The NHF has surveyed barbers in response to a government ‘call for evidence’ that the VAT threshold needs reducing. At £85,000 the VAT threshold in the UK is considerably higher than in the rest of the EU where it averages around £29,000, more in line with national earnings. The government has said it will not reduce the threshold before April 2020. The NHF is championing the following:
- Raising the VAT threshold significantly for all small businesses (to around £500,000) which would benefit the majority of shops. This would cost the Treasury between £3bn and £6bn to implement, so is unlikely to be accepted.
- Reducing the rate of VAT on labour-intensive industries, such as barbering, where wages are the highest cost of doing business and there is little scope for claiming VAT back on products. Some EU member states already pay lower rates of VAT including Ireland (9%), the Netherlands (6%), Poland (8%), Finland (10%) and Luxembourg (8%). So far, the government has resisted NHF calls for action on this.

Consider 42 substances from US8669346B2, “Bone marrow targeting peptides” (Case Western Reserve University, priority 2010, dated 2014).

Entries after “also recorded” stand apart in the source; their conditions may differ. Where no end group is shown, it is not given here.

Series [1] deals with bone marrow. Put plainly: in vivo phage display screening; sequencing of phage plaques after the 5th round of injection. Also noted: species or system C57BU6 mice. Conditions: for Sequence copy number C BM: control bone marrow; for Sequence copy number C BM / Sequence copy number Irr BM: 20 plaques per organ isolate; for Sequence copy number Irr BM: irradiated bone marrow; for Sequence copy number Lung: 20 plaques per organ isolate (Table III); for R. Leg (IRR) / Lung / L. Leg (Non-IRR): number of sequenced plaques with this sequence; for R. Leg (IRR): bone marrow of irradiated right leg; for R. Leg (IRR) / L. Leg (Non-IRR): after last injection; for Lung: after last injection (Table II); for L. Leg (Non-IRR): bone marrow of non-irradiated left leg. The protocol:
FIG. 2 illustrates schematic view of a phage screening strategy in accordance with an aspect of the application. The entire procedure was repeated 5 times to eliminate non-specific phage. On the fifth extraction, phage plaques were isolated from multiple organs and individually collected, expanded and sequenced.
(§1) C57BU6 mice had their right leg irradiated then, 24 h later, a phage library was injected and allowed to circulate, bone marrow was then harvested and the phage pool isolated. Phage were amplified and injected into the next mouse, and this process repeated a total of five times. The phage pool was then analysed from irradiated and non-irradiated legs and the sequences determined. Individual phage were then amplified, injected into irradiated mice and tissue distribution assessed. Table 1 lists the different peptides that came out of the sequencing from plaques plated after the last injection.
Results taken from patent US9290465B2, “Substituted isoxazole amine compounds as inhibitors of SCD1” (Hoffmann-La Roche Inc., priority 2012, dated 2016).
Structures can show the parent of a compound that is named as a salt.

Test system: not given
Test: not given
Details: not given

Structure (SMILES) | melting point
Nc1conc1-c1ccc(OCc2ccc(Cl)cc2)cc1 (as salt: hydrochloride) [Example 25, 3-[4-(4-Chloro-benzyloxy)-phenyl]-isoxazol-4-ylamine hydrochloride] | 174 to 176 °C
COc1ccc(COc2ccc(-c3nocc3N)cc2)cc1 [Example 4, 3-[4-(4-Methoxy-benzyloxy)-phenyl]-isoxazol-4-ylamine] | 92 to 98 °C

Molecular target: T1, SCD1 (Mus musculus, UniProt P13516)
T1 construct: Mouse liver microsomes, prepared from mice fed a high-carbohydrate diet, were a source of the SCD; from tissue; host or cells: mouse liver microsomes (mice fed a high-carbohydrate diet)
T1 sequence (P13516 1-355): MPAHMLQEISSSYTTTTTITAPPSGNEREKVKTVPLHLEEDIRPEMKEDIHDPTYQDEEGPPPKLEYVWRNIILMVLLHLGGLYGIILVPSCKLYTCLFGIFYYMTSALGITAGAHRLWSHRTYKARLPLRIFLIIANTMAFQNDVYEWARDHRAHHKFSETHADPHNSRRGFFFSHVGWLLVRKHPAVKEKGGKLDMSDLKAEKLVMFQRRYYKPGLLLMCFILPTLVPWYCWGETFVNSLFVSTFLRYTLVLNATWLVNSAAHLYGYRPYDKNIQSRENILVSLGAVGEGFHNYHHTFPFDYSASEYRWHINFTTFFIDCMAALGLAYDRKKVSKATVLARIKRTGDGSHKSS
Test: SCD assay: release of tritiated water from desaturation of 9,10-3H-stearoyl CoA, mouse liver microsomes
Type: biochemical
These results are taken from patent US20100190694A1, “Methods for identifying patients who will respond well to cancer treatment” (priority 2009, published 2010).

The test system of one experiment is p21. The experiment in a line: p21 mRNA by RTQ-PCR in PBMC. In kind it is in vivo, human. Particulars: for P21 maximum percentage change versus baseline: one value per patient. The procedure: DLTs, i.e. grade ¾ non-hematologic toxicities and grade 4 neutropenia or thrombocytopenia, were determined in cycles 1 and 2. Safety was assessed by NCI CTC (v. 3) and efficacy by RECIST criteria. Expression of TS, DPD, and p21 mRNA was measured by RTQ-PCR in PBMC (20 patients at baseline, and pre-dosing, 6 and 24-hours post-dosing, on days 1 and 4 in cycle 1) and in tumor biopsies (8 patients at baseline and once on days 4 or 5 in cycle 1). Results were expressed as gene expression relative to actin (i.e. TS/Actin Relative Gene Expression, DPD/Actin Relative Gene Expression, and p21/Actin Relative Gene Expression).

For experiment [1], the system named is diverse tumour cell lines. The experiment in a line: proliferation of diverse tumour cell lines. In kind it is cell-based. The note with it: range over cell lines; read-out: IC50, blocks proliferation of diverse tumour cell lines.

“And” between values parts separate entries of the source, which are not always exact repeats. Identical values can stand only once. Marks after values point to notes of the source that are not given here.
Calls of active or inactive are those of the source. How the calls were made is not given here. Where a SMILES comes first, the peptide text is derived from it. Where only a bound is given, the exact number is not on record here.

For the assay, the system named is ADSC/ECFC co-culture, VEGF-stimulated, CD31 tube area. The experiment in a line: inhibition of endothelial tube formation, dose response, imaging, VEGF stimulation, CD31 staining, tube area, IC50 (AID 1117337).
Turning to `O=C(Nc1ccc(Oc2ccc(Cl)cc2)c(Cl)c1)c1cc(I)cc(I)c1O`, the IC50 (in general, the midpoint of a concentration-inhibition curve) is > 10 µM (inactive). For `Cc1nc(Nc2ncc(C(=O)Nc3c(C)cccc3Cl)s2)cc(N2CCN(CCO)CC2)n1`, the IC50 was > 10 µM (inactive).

- Smoothing the ‘cliff edge’ so VAT doesn’t become payable in full as soon as a trader crosses the threshold, which immediately lands them with a bill of £17,000. Ways this could be done include:
- tiered rates of VAT after crossing the threshold
- making better use of the flat rate VAT scheme which allows businesses with turnover of less than £150,000 to pay VAT at 13% (or 16.5% for ‘limited cost’ traders)
- Allow labour-service industries to pay VAT at 20% once they reach £85,000 in turnover but only on the portion about £85,000, not the full amount.
Many shops also highlighted the unequal treatment of VAT between shops who employ their staff and those using self-employed barbers. The earnings of the self-employed would usually not reach £85,000 as they trade as individual businesses. But a shop employing their staff is treated as one business and will be paying VAT on their combined turnover and therefore having to charge their clients an extra 20%.
For more information go to www.nhf.info